I am sure everything will be okay.  The lady from Callahans might decide to call me after 3 weeks.  Maybe she had the flu or something.  Jacksonville Inn could let us dance on the street?  Ashland Hotel could drop the contract because who else is going to put a wedding on a Sunday night mid winter?  

Invitations?  I will just open my browser onto the Printer’s website, pick a midway  price point,  close my eyes, put my finger on the screen and – choose those!  Oh, woops, those were for recommitment ceremonies – okay try it again.   How about …..those?  Well, pumpkin is a little weird for the color.  I’ll try it again.

Today I tour another winery!    It is historic.  It is affordable.  It is set up exactly like a neighborhood bar, though – kind of looks like  Cheers inside – I know because I have been to “tastings” there.    I can just SEE my Mormon sister arriving for the wedding.  Oh,  crap.  Maybe not.  

Wish me luck, people.   And if you know of any abandoned old haunted houses or anything – I will be happy to check them out.  I could RENOVATE for the cost of this wedding.  

Kaye D Proctor

 
 
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Men’s Room Etiquette – a Refresher Course for Neanderthals.

September 20, 2012 Leave a comment

Some guys just don’t know when to keep their mouths shut.  So for those of you who didn’t get the memo, here it is:

DO NOT START A CONVERSATION WITH A COMPLETE STRANGER IN THE MEN’S ROOM.

PERIOD.

NO EXCEPTIONS.

No exceptions means no banal pleasantries like “So, how’s your day goin’?”  Here’s a clue: my day was going just fine until you took an interest in me as soon as I pulled my dick out.  No exceptions mean no stupid, sophomoric jokes such as, “How’s it hangin?” or, “So, is this where all the pricks hang out?”  Ask me that, and I’ll pee on your leg.

There is an un-written, un-spoken code of conduct that, apparently, some guys are unaware of or blatantly ignore: you don’t chitchat in the men’s room.  You go in, you drain your radiator, you wash your hands (please, for the love of all that is holy, wash your freakin’ hands) and you leave.

Quietly.

No eye contact.  No chattering.  No exchanges.  Strictly business.  You keep your eyes, your hands, and your thoughts to yourself.

Speaking for all men everywhere, I say this: I am only pulling my wanker out in this semi-public place because it’s socially unacceptable to pee myself, so don’t look at me, don’t talk to me, don’t acknowledge my presence.  I do not exist to you.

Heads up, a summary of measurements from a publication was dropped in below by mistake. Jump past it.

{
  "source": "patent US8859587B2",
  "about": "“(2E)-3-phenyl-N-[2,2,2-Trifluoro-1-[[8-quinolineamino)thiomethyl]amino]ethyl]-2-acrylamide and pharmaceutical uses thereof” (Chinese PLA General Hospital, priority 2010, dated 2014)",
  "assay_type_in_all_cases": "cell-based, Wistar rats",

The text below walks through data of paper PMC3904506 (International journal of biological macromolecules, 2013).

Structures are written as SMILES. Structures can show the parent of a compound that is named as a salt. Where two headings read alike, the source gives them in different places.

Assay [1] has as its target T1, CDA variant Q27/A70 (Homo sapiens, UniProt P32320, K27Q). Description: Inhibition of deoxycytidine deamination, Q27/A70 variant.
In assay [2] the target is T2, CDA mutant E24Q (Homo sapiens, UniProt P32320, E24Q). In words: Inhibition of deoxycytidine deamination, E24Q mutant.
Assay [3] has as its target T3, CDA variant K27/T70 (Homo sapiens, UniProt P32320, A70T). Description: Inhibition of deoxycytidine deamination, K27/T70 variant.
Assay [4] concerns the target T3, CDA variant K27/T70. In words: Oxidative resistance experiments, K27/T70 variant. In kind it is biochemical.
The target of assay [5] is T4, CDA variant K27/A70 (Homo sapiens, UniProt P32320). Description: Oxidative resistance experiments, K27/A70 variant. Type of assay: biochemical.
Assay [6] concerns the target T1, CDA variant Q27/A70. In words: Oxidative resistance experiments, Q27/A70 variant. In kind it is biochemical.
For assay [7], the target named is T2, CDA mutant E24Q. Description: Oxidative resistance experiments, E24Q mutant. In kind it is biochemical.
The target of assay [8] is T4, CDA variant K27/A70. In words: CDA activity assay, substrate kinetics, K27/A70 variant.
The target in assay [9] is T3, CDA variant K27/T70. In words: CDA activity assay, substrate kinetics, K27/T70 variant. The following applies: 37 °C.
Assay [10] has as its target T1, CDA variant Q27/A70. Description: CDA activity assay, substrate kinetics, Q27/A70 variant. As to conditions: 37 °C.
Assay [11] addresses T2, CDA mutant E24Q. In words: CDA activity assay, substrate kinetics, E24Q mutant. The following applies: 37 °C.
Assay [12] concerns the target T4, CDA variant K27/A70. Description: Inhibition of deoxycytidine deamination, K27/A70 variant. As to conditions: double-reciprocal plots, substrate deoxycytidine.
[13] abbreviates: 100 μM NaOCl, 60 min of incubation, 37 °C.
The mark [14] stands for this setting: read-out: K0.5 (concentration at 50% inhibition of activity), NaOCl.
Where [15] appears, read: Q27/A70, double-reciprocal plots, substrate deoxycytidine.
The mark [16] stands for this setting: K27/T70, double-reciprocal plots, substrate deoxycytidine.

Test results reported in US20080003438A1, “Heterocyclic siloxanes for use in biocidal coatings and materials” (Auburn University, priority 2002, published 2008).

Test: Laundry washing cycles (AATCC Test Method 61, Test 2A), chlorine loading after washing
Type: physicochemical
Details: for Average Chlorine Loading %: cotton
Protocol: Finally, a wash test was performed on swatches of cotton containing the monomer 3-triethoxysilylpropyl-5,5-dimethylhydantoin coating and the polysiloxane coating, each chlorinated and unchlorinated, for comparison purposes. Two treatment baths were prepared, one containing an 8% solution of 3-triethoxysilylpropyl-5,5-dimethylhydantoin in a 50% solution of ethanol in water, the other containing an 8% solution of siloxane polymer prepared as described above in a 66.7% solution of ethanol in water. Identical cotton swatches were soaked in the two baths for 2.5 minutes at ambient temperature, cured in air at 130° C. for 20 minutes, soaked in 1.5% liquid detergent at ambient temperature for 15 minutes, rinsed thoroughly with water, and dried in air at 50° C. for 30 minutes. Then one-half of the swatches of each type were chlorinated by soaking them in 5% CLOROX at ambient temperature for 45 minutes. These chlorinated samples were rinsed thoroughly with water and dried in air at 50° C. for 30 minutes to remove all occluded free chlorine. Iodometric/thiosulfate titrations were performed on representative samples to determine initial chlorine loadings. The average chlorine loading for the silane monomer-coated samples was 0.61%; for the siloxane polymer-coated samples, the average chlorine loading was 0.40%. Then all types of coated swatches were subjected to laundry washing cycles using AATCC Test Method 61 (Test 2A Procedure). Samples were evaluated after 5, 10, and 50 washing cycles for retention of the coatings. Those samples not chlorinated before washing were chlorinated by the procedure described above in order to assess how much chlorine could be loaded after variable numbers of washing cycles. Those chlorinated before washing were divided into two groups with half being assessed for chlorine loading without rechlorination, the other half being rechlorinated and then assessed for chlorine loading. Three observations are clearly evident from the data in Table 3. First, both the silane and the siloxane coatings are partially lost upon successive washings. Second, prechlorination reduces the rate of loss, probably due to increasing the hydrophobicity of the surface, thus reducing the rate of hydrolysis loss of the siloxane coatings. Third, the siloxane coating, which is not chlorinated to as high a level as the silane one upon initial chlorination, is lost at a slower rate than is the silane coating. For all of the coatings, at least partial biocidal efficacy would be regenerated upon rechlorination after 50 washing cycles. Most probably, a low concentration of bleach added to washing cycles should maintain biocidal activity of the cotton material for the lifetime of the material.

So here’s the bottom line for all you Chatty Charlies out there; if I have my dick in my hand, I want some privacy.

Now that I’ve had a prostate exam, I’m going to Disneyland

May 4, 2012 2 comments

I just came back from my annual physical this morning and am glad to report a clean bill of health.  My blood pressure was 114/72.  Doesn’t get much better than that.  I could stand to lose an extra ten pounds but frankly, for a 52 year-old guy, I’m not doing too badly.  My doctor did want to know how much I drink.  They always want to know how much you drink.

I lied.

There is a reason men don’t like to go to the doctor and I’ll tell you why.  It’s a lot like taking the car to a mechanic: you just know they’re going to find something really expensive and you’re never going to get your old parts back.

My doctor is a woman too, by the way, which is a little weird for me because it’s sort of like having my mom checking under the hood.

“Mitchell, where have you been?  What have you been doing?  Well, now I’m going to have to palpate your testicles.”

I’ve been seeing this particular doctor since we moved here in 2005 and the first time I went in, she asked me the question all men dread: “When was the last time you had your prostate checked?”

The last time I’d had my prostate checked was when I had surgery in 1997 and I was knocked out cold.  As it should be.  We’re talking about an output device here.  Not an input/output device.

Strictly.

Output.

Device.

So she gave me the standard boilerplate lecture.  You know.  One out of every five men will develop prostate cancer and blah, blah, blah…

So I said okay.  Let’s do this.  But you have to promise me something.  She asked, “What’s that?”

I said, “You have to promise me that when we’re done here, you will write me a note, that I can take home to my wife, that says you have personally checked, and my head is not up there.”